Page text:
Not all police officers are bad, they are not, that goes without saying, but the problem arises in that most believe that in order to achieve their objectives they often have to bend the law to get a result. It may be argued that the police, are trained to win whether that be an argument with a motorist or a court case. To them winning amounts to success and they seem to equate losing with failure. This is part of the culture. The officer is interested in getting as much results/money as possible. His/her skill is measured by his superiors on the basis of results ie the amount of money he/she brings in.
There is no doubt that policing has its own occupational hazards and police officers operate in an environment that can become a breeding ground for corruption. However, this does not mean that we cannot have an honest and efficient and professional police service. It is therefore very important that the police play a critically important role in the efforts to address corruption. They must be part of the solution and not just part of the problem. The objective will be to reduce the current levels of corruption in the service whatever the current levels might be. The police need to improve their image. They need to seek partnerships with the community in their effort to maintain an effective and efficient police service-that is part of what community policing is about.
It is only within the police service that the most significant changes can take place. However, what chance is there for the junior police officer to make any change when he/she knows that promotion is based on personal connections or payments rather than merit, when where you are stationed is related to the amount of money you give to your superiors.
The time for change is now. It is to combat corruption that many police services around the world have established strong and independent internal units dedicated to the task of tackling police corruption and criminality. If staffed by experienced, dedicated and carefully selected investigators, such units can become a formidable weapon on the fight against police corruption. Ideally, such a unit should be protected from outside interference. Such a unit can be a very effective tool which can also help clear police members who have been falsely accused.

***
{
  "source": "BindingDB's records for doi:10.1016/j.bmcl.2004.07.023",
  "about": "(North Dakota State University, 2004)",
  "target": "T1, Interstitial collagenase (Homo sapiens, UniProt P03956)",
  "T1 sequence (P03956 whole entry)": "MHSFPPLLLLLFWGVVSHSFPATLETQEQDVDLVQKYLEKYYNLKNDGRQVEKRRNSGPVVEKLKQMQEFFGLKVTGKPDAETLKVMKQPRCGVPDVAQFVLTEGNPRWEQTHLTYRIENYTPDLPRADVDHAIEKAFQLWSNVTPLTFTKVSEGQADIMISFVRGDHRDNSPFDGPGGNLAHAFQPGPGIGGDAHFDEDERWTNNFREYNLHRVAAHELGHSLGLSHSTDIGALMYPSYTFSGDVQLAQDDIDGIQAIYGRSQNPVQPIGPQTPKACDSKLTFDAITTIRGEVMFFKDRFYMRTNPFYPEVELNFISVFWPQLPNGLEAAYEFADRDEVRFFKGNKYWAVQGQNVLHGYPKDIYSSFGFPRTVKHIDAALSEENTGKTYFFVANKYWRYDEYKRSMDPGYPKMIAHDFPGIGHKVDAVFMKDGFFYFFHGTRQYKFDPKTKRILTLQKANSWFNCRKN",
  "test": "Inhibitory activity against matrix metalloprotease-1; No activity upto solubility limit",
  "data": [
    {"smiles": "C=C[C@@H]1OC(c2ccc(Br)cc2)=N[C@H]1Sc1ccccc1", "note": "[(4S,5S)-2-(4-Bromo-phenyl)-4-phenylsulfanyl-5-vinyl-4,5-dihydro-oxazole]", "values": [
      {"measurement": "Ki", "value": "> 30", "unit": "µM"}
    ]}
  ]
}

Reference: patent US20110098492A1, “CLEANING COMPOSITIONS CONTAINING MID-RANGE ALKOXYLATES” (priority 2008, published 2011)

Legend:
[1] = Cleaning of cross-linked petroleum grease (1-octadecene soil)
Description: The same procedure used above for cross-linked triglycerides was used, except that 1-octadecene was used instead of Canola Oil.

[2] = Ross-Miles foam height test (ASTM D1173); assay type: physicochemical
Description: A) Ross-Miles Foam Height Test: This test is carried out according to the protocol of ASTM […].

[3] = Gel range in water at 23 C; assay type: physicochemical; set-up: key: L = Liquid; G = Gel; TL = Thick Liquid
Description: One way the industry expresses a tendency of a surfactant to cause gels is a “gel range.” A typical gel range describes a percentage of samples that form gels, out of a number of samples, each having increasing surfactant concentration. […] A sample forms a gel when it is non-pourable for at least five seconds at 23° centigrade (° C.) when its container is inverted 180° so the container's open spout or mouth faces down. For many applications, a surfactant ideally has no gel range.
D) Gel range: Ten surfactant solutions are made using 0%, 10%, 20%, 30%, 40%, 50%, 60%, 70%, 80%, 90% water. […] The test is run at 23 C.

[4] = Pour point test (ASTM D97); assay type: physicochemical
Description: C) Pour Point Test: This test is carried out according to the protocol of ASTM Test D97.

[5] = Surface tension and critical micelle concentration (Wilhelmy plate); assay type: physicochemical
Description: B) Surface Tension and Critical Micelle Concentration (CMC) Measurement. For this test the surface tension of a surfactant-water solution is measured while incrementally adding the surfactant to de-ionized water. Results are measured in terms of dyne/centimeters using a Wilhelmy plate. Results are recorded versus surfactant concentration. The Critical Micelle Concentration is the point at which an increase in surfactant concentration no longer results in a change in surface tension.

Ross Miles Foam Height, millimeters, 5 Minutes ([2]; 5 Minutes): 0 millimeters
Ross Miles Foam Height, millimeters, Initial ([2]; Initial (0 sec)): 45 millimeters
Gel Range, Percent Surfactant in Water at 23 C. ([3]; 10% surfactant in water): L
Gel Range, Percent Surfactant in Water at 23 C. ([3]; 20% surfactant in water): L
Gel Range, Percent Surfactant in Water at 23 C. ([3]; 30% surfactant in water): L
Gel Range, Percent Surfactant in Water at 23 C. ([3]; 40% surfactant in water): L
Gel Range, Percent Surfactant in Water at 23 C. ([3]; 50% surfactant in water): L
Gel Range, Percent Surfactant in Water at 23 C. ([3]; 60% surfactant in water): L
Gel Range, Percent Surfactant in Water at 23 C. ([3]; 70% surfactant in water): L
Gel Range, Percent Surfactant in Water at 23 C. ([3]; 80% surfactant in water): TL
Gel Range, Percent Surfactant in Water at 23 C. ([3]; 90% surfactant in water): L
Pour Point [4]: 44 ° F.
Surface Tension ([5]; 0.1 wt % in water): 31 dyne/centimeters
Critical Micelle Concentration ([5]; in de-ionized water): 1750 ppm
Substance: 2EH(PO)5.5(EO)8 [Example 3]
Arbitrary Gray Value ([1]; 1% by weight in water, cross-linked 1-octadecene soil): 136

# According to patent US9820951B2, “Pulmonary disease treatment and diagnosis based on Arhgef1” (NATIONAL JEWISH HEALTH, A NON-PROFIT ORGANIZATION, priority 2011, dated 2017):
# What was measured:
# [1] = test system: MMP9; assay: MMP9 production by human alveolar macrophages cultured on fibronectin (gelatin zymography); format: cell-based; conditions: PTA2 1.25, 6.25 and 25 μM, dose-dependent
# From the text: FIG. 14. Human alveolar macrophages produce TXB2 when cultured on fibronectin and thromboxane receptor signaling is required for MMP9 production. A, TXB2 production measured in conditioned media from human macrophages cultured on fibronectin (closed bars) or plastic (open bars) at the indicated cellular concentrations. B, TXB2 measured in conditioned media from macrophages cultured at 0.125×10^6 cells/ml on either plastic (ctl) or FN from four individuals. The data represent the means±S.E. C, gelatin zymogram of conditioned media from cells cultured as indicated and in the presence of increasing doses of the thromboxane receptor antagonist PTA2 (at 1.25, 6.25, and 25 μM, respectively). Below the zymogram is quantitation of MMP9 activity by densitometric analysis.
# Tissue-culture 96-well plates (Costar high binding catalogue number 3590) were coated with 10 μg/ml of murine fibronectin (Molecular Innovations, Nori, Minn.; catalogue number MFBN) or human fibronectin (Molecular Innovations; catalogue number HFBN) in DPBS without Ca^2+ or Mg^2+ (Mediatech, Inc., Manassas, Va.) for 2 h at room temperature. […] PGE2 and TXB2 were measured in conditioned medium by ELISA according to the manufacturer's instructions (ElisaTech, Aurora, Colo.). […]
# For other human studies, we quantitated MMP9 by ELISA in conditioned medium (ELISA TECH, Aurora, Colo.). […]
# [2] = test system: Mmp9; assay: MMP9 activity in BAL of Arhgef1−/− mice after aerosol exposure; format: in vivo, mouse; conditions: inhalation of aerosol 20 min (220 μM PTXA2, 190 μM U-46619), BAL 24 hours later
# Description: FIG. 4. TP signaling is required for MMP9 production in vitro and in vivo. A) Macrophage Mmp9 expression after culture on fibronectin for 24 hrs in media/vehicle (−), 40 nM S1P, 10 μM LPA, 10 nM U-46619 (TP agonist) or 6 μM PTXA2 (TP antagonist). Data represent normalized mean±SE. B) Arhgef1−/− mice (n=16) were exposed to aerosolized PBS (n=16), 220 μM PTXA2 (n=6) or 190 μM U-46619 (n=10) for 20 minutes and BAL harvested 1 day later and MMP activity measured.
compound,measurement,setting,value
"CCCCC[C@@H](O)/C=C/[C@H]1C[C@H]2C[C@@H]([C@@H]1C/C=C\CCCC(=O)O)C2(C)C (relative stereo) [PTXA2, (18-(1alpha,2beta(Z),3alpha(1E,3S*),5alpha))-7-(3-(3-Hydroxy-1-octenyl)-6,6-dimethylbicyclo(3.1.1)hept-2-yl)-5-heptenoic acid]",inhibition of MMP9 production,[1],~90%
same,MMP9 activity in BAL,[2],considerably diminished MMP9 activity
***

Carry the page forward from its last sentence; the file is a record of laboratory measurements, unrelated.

Other measures that could be adopted in the fight against corruption is the need to rotate officers on duty post to ensure that no officer or group of officers remained too long on a single operational unit, for familiarity breeds contempt. There is also the need for an effective complaints unit where the public can lodge complaints against the police especially cases where officers demand bribes. The public must have confidence that these complaints would be investigated objectively. Perhaps a detailed objective report of the Unit’s activities could be presented to Parliament every six months.
Parliamentarians, people in positions of responsibility and the general public also have a role to play. We all sometimes put undue pressure on police officers to support our side of the story or to grant us favours. Ministerial interference in various entities happens everywhere but that is why we have an opposition and Question Time in Parliament. The sooner members of the public will refuse to collaborate with corrupt police personnel, the earlier will corruption in the police service be reduced.
To ensure that we have a professional police service we need to provide the service with reasonable level of resources eg patrol cars. Many of the police stations need to be refurbished as they will not meet occupational and health requirements. Some will be classified as health hazards if they were in a developed country. The salary and conditions of service of police officers need to be reviewed. Having said that, like most Ghanaians, many police officers are not cutting their coats according to their cloth. They are living beyond their means and in this respect have to find other means to maintain that lifestyle.
In conclusion, divine intervention will only happen if we respond to God’s call. Blind faith without positive action will not work. Note that “the man who himself strives earnestly God also lends a helping hand” (Aeschylus) or “God helps him who strives hard” (Euripides). Until Ghanaians develop a sense of service and put country before self no amount of prayers will save us. The leadership of the country must set the example. Perhaps the President should also ask all his Ministers and party functionaries, heads of corporations and persons in positions of trust to heed the advise he gave at the passing out of senior officers of the police service “to lead lives worthy of emulation, instil in their subordinates positive (police) habits and eschew the unjustified or indiscriminate use of force or selective enforcement of rules (by some of their personnel)” (Ghanaweb Jan. 9).